Exit Iraq

http://www.washingtonpost.com/wp-dyn/articles/A29472-2004Nov5.html (link no longer works)

By Robert Kuttner
The Washington Post
7 November 2004

President Bush should enjoy his victory celebration while he can. He
will soon face the most determined antiwar movement since the 1960s.

The Iraq situation is becoming more and more reminiscent of the
Vietnam disaster. American troops mostly stay in heavily fortified
barracks. When they do venture out, their sweeps don't achieve
durable pacification. Militants and young men of fighting age are
long gone by the time American bombardments start.

The Iraqi casualties include women, children and old people, and the
American casualties keep mounting. After the U.S. troops move out of
an area, they leave in their wake new sympathizers and recruits for
the insurgents. And the pro- visional Iraqi government is even less
capable of maintaining order than its Vietnamese counterpart was.

It was Howard Dean's antiwar campaign last year that infused energy
into rank-and-file Democrats. Antiwar sentiment among Democrats has
been kept politely under wraps pending Election Day, but it hasn't
gone away. Democrats will now be liberated to mount full-blown
protests, and Republicans will be on the defensive.

It was several years before opposition to the Vietnam War became a
politically potent mainstream protest. This time, a new and
mainstream antiwar movement will mature almost overnight.

MoveOn.org tried to help get John Kerry elected. Now it will be
reborn as a grass-roots antiwar movement. Unlike the Vietnam
protests, this one was mainstream from the beginning.

The Iraq occupation is one of the worst American blunders ever, as
countless experienced diplomats and former intelligence officials
keep pointing out.

There is no political support in either party to put in the number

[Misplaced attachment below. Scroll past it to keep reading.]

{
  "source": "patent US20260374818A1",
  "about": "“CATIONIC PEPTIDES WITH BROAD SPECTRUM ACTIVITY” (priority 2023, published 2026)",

of troops necessary to secure the place. We can't even seal Iraq's
borders, let alone hunt down insurgents. Our very presence is a
recruiting poster for every kind of anti-American militant.

Prominent critics of the war are counseling an early withdrawal. The
Cato Institute, a prominent conservative and libertarian think tank,
advocates a U.S. pullout.

Hawks insist that America, having made an epic blunder, must
nonetheless stay the course, lest Bush's mistaken description of
Iraq as a center of world terrorism mutate into a self-fulfilling

The hawks are right about the risks, but doves are right that the
United States needs to exit.

The exit strategy, however, must include a long-term stabilization
process, lest Iraq face anarchy and civil war or, worse, an
Iraq-Iran regional alliance, perhaps with nuclear weapons. In this
respect, Iraq is far more dangerous than Vietnam, where, to
paraphrase Sen. George Aiken, we could declare defeat and go home
without jeopardizing global security.

Bush's policy has turned Iraq into a far more dangerous place.
That's why we need to combine a U.S. exit with an international
stabilization effort. This policy shift would have been easier to
achieve for John Kerry, who favored a more multilateral approach.
But even Bush will now face heavy pressure, Republican as well as
Democratic, to cut American losses.

In Bush's second term, the neocon architects who got Bush and
America into this calamity will likely lose influence. In Ronald
Reagan's second term, the ferocious anti-Soviet rhetoric softened,
traditional foreign policy realists took over and Reagan pursued
detente. One hopes the same thing will happen with George W. Bush.

Bush has borrowed Kerry's proposal for a great-power summit. It's a
good beginning -- but don't expect Europe to bail out Bush unless
some humble pie is eaten.

A serious exit strategy would require the United States to finance
much of the cost of a multinational peacekeeping force of at least a
quarter-million troops, as well as economic reconstruction money,
plus a major role for the United Nations. Can Bush swallow that?

He'd better. Most Americans will ultimately conclude: Better their
boys than ours, particularly since Iraqis are much less likely to
shoot at an international force. It's American presence that's the
regional lightning rod.

Bush should also appreciate the fact that an early U.S. exit is
better domestic politics and better Middle East politics. If he
doesn't, he will face a massive popular movement to remind him, as
well as growing defections in his own ranks.

The United Nations managed the Iraq situation far better than the
Bush administration has, and the American people are getting very
weary of this war. As his reward for winning reelection, Bush faces
a suitable consequence for having gotten us unto this mess. He must
now find a decent way out.

The writer is co-editor of the American Prospect.